Approaching the elephant he single-handedly slaughtered or put to flight dozens of enemy soldiers who stood in his way. Then, placing himself beneath the underbelly of that elephant, he plunged the blade of his sword into it, knowing that this heroic act would bring about his own death.

Indeed, the animal fell and crushed Eleazar, who was thus buried in his own triumph. Although the King was not on that elephant and the Maccabees were forced to retreat to Jerusalem, his feat became a legend. He won an everlasting glory, for his name survived as a synonym of courage and willingness to sacrifice his life for his people.

The death of Judas Maccabeus

Judas Maccabeus also died a glorious death. In the Battle of Elasa in 160 BC, Judas set into battle against 20,000 with an army of only 3,000 men. Some of these men were desperate to turn back, but he persuaded one-third of them "to fight and die with glory rather than flee and bring shame on themselves."


Judas Maccabeus shown as
a valiant knight entering battle

Leading his small band in a desperate charge on the enemy’s right flank, Judas killed a great number of Seleucids but failed in the crucial objective of killing their commander, General Bacchides. Instead, Judas met his death in the fighting on that rough terrain surrounding Jerusalem.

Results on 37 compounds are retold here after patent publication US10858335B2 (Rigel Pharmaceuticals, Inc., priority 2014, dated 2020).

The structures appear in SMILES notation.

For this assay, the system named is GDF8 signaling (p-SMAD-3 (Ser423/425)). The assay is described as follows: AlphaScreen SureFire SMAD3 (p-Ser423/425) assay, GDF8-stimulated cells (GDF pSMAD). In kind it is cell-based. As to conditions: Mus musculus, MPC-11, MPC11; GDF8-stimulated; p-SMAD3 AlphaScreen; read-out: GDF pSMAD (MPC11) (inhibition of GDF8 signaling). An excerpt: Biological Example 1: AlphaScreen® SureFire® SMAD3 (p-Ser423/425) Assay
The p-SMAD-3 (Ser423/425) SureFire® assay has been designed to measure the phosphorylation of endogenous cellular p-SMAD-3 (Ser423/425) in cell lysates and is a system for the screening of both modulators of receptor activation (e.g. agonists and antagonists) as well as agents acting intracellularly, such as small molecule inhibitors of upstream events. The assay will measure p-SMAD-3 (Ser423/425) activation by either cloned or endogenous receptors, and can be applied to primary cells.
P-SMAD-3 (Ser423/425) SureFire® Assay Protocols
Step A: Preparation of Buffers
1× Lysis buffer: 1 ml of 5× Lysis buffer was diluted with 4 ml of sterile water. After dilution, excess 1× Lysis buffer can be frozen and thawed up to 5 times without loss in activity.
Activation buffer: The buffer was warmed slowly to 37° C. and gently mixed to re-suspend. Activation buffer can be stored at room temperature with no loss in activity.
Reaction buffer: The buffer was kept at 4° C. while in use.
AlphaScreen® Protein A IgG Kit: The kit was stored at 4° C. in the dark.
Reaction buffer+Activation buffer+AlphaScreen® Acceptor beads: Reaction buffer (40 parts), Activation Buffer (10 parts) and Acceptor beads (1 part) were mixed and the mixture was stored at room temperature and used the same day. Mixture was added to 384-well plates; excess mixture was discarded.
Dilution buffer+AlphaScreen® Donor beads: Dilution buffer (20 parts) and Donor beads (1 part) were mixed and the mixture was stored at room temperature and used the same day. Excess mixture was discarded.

However, like Eleazar, he "found in death a place of greater glory than his triumphs had afforded." (St. Ambrose, De Officiis)

The death of Judas Maccabeus in 160 BC stirred the Jews to renewed resistance. After several additional years of war under the leadership of two other brothers of Judas, Jonathan and Simeon, Seleucid control of Judea was broken.

Maccabee & Crusader brotherhood

That the Crusaders felt a brotherhood with the Maccabees warriors is confirmed in chronicles of the Crusades. Caffaro describes Angels in Heaven receiving Crusaders who died during the siege of Antioch and giving them a place next to the Maccabees. (1)


A medieval prayer book portrays the Maccabees dressed as medieval knight routing the Greek army

In his famous chronicle, Fulcher of Chartres went even further. In his prologue, he compared the deaths of the Crusader to the martyrdom of the Maccabees.(2)

Raymond of Aguilers, chronicler of the First Crusade, also praises the courage of the Maccabees in going into battle time after time against great odds. But he goes on to argue that the Crusaders were worthier because they won victories against even greater odds:

"I dare say, if I were not modest, I would rate this battle above even the Maccabees war, because the Judas Maccabeus with 3,000 struck down 48,000 of his foes, while here 400 Christian knights routed 60,000 pagans.

"But we neither disparage the courage of Maccabees nor boast of the bravery of our knights. Rather, we proclaim God, once wonderful to Maccabees, was even more so to our army!" (3)

  1. Elizabeth Lapina, Warfare and the Miraculous in the Chronicles of the First Crusade, Pennsylvania State University Press, 2015, p. 105.
  2. Ibid, p. 106.
  3. Ibid., p. 113.

Posted April 24, 2019